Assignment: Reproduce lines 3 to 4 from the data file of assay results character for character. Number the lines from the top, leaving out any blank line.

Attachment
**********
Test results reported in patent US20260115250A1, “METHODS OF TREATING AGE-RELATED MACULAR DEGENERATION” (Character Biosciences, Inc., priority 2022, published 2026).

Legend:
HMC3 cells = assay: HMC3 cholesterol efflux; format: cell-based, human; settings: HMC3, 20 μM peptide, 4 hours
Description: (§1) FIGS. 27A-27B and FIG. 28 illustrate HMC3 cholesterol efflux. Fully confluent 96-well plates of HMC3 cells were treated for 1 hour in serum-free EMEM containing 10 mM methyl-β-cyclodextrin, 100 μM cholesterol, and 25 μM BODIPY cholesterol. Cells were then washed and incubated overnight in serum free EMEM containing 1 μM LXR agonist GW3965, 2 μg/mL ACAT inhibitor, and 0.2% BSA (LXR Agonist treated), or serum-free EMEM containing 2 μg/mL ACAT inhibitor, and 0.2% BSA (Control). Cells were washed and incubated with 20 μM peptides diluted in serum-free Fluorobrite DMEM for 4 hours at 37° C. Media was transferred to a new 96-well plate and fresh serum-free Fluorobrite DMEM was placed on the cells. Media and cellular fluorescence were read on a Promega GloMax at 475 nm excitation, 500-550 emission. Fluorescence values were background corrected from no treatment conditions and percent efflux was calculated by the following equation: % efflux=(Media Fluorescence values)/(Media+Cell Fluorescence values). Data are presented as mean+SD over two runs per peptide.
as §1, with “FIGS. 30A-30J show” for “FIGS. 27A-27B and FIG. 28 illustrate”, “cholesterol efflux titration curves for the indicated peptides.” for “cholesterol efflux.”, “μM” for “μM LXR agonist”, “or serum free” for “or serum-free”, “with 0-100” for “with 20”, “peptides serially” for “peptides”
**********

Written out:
HMC3 cells = assay: HMC3 cholesterol efflux; format: cell-based, human; settings: HMC3, 20 μM peptide, 4 hours
Description: (§1) FIGS. 27A-27B and FIG. 28 illustrate HMC3 cholesterol efflux. Fully confluent 96-well plates of HMC3 cells were treated for 1 hour in serum-free EMEM containing 10 mM methyl-β-cyclodextrin, 100 μM cholesterol, and 25 μM BODIPY cholesterol. Cells were then washed and incubated overnight in serum free EMEM containing 1 μM LXR agonist GW3965, 2 μg/mL ACAT inhibitor, and 0.2% BSA (LXR Agonist treated), or serum-free EMEM containing 2 μg/mL ACAT inhibitor, and 0.2% BSA (Control). Cells were washed and incubated with 20 μM peptides diluted in serum-free Fluorobrite DMEM for 4 hours at 37° C. Media was transferred to a new 96-well plate and fresh serum-free Fluorobrite DMEM was placed on the cells. Media and cellular fluorescence were read on a Promega GloMax at 475 nm excitation, 500-550 emission. Fluorescence values were background corrected from no treatment conditions and percent efflux was calculated by the following equation: % efflux=(Media Fluorescence values)/(Media+Cell Fluorescence values). Data are presented as mean+SD over two runs per peptide.